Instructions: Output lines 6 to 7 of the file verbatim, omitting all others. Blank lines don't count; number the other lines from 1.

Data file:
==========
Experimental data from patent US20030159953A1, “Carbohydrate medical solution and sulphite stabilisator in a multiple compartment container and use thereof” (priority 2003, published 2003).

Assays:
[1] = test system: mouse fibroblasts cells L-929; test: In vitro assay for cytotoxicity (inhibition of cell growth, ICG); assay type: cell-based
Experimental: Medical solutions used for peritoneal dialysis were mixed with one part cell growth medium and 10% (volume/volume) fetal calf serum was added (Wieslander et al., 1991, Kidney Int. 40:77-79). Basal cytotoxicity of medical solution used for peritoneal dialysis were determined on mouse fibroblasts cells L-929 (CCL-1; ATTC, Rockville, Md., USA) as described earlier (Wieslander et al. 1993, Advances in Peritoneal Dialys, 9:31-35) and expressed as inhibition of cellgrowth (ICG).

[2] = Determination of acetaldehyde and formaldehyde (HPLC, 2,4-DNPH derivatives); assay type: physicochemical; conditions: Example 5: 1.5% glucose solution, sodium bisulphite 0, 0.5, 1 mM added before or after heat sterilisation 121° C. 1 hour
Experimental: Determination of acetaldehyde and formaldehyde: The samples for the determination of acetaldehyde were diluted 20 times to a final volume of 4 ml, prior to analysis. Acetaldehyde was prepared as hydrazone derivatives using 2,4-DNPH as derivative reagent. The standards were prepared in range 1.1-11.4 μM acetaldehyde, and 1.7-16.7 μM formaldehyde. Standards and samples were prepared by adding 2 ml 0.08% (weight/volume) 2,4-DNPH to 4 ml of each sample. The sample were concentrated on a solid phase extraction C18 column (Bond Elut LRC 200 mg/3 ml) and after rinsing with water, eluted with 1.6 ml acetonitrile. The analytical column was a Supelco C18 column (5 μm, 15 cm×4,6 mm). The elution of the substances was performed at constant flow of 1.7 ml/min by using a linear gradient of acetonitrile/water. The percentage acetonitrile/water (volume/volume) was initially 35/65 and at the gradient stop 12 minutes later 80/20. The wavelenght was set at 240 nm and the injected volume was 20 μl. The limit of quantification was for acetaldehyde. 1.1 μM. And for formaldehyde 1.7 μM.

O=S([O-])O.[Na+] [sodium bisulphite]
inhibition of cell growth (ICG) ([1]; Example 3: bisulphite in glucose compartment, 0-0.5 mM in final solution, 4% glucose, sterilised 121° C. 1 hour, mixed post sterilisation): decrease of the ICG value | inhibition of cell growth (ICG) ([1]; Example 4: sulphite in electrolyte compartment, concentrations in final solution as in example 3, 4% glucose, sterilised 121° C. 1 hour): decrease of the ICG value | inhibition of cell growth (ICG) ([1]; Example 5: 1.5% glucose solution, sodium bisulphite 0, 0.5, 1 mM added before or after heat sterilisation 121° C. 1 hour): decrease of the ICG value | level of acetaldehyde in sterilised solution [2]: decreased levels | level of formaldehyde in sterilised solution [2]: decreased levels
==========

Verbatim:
Experimental: Determination of acetaldehyde and formaldehyde: The samples for the determination of acetaldehyde were diluted 20 times to a final volume of 4 ml, prior to analysis. Acetaldehyde was prepared as hydrazone derivatives using 2,4-DNPH as derivative reagent. The standards were prepared in range 1.1-11.4 μM acetaldehyde, and 1.7-16.7 μM formaldehyde. Standards and samples were prepared by adding 2 ml 0.08% (weight/volume) 2,4-DNPH to 4 ml of each sample. The sample were concentrated on a solid phase extraction C18 column (Bond Elut LRC 200 mg/3 ml) and after rinsing with water, eluted with 1.6 ml acetonitrile. The analytical column was a Supelco C18 column (5 μm, 15 cm×4,6 mm). The elution of the substances was performed at constant flow of 1.7 ml/min by using a linear gradient of acetonitrile/water. The percentage acetonitrile/water (volume/volume) was initially 35/65 and at the gradient stop 12 minutes later 80/20. The wavelenght was set at 240 nm and the injected volume was 20 μl. The limit of quantification was for acetaldehyde. 1.1 μM. And for formaldehyde 1.7 μM.

O=S([O-])O.[Na+] [sodium bisulphite]